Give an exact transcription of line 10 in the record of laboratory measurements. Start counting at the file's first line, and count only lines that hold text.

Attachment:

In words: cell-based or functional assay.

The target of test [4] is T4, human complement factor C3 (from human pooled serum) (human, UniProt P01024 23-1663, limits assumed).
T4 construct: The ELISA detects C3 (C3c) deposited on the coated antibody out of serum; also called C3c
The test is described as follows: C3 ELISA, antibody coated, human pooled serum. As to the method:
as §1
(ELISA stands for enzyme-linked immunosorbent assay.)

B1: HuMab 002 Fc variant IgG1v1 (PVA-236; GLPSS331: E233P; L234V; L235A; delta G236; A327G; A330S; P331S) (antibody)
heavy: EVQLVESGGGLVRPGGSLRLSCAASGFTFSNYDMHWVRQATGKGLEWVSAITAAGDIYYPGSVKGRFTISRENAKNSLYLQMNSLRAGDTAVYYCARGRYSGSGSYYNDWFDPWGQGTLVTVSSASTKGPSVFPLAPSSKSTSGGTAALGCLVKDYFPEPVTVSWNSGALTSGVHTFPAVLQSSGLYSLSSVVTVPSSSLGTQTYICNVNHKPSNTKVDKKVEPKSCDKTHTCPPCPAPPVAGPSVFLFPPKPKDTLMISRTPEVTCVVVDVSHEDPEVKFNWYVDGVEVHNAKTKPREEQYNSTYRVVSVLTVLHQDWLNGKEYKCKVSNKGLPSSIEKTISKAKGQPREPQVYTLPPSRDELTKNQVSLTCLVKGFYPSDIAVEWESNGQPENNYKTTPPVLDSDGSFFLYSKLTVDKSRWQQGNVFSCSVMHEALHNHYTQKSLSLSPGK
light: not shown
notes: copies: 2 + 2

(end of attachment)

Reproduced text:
notes: copies: 2 + 2